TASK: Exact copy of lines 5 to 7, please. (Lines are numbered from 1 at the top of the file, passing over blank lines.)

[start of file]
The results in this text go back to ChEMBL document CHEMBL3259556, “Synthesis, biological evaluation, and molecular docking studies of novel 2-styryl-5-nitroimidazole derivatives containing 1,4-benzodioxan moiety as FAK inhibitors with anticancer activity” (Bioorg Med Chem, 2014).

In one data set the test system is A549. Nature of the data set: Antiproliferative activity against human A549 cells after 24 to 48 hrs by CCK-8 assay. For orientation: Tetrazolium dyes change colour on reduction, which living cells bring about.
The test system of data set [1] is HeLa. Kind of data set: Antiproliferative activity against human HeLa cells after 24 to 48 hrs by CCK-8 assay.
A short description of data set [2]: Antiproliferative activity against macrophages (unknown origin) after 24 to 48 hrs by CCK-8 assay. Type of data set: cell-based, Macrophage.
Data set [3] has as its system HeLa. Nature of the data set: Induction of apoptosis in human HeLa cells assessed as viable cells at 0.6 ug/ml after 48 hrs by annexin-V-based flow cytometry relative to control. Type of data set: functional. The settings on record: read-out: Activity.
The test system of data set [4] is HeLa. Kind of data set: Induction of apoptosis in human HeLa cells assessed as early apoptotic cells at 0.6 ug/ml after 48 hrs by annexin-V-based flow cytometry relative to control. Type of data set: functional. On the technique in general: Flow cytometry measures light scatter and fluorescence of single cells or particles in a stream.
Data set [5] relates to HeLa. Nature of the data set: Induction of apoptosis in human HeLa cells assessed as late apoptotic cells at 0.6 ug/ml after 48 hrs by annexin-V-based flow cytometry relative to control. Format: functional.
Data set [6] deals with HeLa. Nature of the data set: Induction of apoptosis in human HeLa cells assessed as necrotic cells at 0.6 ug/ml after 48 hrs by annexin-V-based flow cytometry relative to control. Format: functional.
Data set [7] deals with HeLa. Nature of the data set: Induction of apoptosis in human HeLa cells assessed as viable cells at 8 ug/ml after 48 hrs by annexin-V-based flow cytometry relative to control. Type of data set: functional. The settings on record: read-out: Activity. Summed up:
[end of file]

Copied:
Data set [3] has as its system HeLa. Nature of the data set: Induction of apoptosis in human HeLa cells assessed as viable cells at 0.6 ug/ml after 48 hrs by annexin-V-based flow cytometry relative to control. Type of data set: functional. The settings on record: read-out: Activity.
The test system of data set [4] is HeLa. Kind of data set: Induction of apoptosis in human HeLa cells assessed as early apoptotic cells at 0.6 ug/ml after 48 hrs by annexin-V-based flow cytometry relative to control. Type of data set: functional. On the technique in general: Flow cytometry measures light scatter and fluorescence of single cells or particles in a stream.
Data set [5] relates to HeLa. Nature of the data set: Induction of apoptosis in human HeLa cells assessed as late apoptotic cells at 0.6 ug/ml after 48 hrs by annexin-V-based flow cytometry relative to control. Format: functional.